let youSaid = m.prop('');

const clearButton = {
  view: (_, args) => 
    m('button', { onclick: args.clickAction }, 'Clear')
}

const helloWorld = {
  view: () => [
    m('h1', 'Hello World'),
    m(clearButton, { clickAction: () => youSaid('')}),
    ' ',
    m('input', {
      value: youSaid(),
      oninput: e => youSaid(e.target.value)
    }),
    ' You said: ' + youSaid(),
    m('ul', youSaid().split('').map(c => m('li', c)))
  ]
}

m.mount(document.body, helloWorld);

CodePen

Points of interest:

  • youSaid has been changed to a getter/setter function. To retrieve the current value use youSaid(). To set it use youSaid(value).
  • m.prop() is a simple helper method that creates a getter/setter function. It does not trigger redraws or otherwise participate in Mithril’s rendering logic. It’s just a factory method (don’t over think it)
  • It’s standard practice to use m.prop() in Mithril programs. Although not required it is helpful in many use-cases. You can read more about the design motovation behind m.prop() in Mithril’s blog.
  • You may be wondering what the _ parameter in view is for. Mithril components can have an optional controller function which is later passed to the view via the first parameter. We’re not using controllers in these examples so I’m using an _ to indicate it’s not used.

Let’s get rid of the global reference and inject youSaid into the helloWorld component. Step 2:

const clearButton = {
  view: (_, args) => 
    m('button', { onclick: args.clickAction }, 'Clear')
}

const helloWorld = {
  view: (_, args) => [
    m('h1', 'Hello World'),
    m(clearButton, { clickAction: () => args.model('')}),
    ' ',
    m('input', {
      value: args.model(),
      oninput: e => args.model(e.target.value)
    }),
    ' You said: ' + args.model(),
    m('ul', args.model().split('').map(c => m('li', c)))
  ]
}

m.mount(document.body, m(helloWorld, {
  model: m.prop('')
}));

CodePen

Points of interest:

  • helloWorld no longer relies on a global model
  • Mithril’s constructs encourage reuse (actually, it makes it downright fun).

Just for fun, let’s break the other parts into components.

const clearButton = {
  view: (_, args) => 
    m('button', { onclick: args.clickAction }, 'Clear')
}

const inputEcho = {
  view: (_, args) => m('span', [
    m('input', {
      value: args.model(),
      oninput: e => args.model(e.target.value)
    }),
    ' You said: ' + args.model()
    ])
}

const repeater = {
  view: (_, args) => 
    m('ul', args.model().split('').map(c => m('li', c)))
}

const helloWorld = {
  view: () =>  
    m('h1', 'Hello World')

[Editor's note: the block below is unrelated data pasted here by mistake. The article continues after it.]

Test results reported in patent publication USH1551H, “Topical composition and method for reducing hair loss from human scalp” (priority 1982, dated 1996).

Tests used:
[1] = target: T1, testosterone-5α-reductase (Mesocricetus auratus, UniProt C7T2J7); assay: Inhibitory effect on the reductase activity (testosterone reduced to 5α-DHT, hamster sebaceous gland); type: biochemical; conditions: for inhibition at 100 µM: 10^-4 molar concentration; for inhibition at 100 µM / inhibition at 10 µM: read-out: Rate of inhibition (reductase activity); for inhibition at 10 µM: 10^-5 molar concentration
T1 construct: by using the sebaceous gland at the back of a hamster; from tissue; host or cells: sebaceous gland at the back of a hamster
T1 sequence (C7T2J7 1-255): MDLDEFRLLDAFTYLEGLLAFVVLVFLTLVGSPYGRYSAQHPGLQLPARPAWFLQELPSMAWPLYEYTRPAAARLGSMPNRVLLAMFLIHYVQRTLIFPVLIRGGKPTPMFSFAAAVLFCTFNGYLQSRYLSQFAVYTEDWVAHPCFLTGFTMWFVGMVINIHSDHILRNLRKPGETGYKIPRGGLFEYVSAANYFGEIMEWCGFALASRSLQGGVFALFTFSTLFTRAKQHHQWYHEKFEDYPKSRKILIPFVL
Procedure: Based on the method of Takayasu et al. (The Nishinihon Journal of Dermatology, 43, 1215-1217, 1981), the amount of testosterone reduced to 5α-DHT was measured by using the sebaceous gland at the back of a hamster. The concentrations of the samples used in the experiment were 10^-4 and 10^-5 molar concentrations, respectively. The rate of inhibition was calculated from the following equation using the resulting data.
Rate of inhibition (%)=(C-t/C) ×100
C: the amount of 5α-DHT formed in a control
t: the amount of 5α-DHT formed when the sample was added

}

const demo = {
  view: (_, args) => m('div', [
    m(helloWorld),
    m(clearButton, { clickAction: args.reset }),
    ' ',
    m(inputEcho, { model: args.model }),
    m(repeater, { model: args.model })
  ])
}

const youSaid = m.prop('');

m.mount(document.body, m(demo, { 
  model: youSaid,
  reset: () => youSaid('')
}))

CodePen

Points of Interest:

  • It’s easy to reason about and refactor components in Mithril.
  • Composition using components fits nicely with rendering HTML.

Other random things I really like about Mithril

  • Mithril has a concise high-level utility for working with web services called m.request. It even supports JSONP.

  • It also contains a routing system (m.route()) to help create Single Page Applications (SPA).

  • There’s a simple but effective promise system to handle asynchrony.

  • The documentation is outstanding. It’s written by hand, not generated from code. The author has done a great job explaining how the API’s work and the motivation behind why it works as it does.

  • It’s fast. It most cases it’s much faster than React. You can see the benchmarks on the web site. Repaint Rate Challenge also has some interesting benchmarks. Like all benchmarks, take them with a grain a salt. My take away is that framework performance is not an issue.

  • The Gitter chat group is helpful and friendly.

  • If you like using JSX, there’s an MSX tool for Mithril that does the same thing.

  • Templates can be compiled for that last bit of performance tweaking.

  • Works great with Typescript. Mithril has a type definition file in the respository.

  • Supports ancient versions of Internet Explorer (with additional work)

  • A surprising number of big name sites use Mithril including Nike and MLB.com

  • The wiki contains lots of other useful stuff like Recipes and Snippets.

So is there a downside? I’m not seeing one at the moment but then I’ve only causally explored the framework. Mithril does require a solid understanding of JavaScript and the Document Object Model (DOM). The DOM in particular was a tripping point for me. Mithril makes no attempt to normalize the DOM or events. You get them raw and unfiltered. Several times I stumbled thinking it was Mithril only to later find it was really just how the DOM works.

This was a whirlwind tour of Mithril that skipped over many aspects of the framework. Hopefully I’ve shown enough here to peak your interest without overwhelming you with details.

Finally, I’ve put together an example of a rudimentary iTunes browser. This is the standard little toy application I write when I explore a new framework. It demonstrates, in a bit more structured way, forms processing, table generation, micro-service requests, column sorting and even a fun little video player.

Mithril iTunes Browser

screen shot

The only (JavaScript) dependency is Mithril. It’s written in Typescript because that’s the way I, “Rick Roll”.